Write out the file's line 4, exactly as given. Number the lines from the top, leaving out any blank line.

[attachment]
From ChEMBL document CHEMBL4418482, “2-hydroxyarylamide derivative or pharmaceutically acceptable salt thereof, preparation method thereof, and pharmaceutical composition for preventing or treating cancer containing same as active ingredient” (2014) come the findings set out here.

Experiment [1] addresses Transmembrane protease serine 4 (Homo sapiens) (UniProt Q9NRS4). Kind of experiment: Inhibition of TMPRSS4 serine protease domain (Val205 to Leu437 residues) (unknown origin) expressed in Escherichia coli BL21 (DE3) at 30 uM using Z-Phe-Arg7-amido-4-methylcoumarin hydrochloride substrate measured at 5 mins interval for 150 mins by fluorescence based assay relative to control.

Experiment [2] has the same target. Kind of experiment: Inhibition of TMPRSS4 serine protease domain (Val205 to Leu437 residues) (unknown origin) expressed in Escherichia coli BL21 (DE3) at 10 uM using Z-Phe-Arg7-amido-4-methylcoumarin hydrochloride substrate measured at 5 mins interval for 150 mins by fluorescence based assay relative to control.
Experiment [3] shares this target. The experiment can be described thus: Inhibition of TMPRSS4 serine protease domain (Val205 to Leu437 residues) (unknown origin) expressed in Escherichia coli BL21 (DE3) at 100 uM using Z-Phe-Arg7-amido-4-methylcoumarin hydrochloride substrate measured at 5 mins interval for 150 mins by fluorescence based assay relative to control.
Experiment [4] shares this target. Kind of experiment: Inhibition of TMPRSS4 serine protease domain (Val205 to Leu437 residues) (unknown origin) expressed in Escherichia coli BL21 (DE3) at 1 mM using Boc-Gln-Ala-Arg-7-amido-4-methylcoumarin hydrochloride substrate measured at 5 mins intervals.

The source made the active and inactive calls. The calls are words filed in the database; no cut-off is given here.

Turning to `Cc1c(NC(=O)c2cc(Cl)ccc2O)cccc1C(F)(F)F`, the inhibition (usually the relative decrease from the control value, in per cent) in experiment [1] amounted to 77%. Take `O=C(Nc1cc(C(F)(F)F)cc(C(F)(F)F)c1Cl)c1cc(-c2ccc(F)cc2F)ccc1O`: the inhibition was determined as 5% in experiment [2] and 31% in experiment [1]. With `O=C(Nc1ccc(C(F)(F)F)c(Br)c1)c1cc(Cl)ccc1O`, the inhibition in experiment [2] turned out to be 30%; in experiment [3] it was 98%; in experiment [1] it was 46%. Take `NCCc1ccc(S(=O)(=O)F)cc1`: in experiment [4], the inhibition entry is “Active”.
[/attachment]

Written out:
Experiment [3] shares this target. The experiment can be described thus: Inhibition of TMPRSS4 serine protease domain (Val205 to Leu437 residues) (unknown origin) expressed in Escherichia coli BL21 (DE3) at 100 uM using Z-Phe-Arg7-amido-4-methylcoumarin hydrochloride substrate measured at 5 mins interval for 150 mins by fluorescence based assay relative to control.